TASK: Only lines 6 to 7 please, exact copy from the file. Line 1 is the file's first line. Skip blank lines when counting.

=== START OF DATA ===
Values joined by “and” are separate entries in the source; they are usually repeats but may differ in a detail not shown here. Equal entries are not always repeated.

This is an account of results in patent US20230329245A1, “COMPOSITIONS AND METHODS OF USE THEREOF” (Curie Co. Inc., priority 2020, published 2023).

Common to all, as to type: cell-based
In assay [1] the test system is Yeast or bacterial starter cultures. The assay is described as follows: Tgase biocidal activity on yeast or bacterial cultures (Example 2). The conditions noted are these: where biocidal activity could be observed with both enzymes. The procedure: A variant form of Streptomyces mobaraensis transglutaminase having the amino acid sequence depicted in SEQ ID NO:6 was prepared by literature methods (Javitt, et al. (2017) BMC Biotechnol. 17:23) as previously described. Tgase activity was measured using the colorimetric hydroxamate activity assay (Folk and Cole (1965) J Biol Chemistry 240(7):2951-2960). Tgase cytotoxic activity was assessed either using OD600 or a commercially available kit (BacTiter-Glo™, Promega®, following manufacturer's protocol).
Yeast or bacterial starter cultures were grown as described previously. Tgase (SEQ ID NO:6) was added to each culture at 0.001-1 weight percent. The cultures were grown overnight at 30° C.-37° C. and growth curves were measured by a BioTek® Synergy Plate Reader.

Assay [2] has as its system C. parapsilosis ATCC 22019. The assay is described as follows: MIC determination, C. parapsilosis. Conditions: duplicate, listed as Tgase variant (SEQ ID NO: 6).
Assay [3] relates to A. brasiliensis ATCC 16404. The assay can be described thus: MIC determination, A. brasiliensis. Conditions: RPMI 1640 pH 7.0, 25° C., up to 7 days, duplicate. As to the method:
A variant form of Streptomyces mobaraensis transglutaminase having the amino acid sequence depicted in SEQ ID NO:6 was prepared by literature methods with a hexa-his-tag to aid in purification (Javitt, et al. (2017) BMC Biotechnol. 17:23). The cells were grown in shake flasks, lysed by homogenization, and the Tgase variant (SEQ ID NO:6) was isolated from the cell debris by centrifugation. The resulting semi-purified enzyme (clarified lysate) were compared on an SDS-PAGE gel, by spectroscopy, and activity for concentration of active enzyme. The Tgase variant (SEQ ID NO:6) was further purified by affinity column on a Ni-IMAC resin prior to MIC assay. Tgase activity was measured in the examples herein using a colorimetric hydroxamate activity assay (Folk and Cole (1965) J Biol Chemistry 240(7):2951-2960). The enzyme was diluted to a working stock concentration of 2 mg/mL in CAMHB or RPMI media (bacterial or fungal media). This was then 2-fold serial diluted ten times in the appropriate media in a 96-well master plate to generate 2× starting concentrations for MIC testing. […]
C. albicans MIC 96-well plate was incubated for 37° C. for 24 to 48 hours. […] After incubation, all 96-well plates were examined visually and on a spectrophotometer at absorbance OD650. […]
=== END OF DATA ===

Assay [2] has as its system C. parapsilosis ATCC 22019. The assay is described as follows: MIC determination, C. parapsilosis. Conditions: duplicate, listed as Tgase variant (SEQ ID NO: 6).
Assay [3] relates to A. brasiliensis ATCC 16404. The assay can be described thus: MIC determination, A. brasiliensis. Conditions: RPMI 1640 pH 7.0, 25° C., up to 7 days, duplicate. As to the method: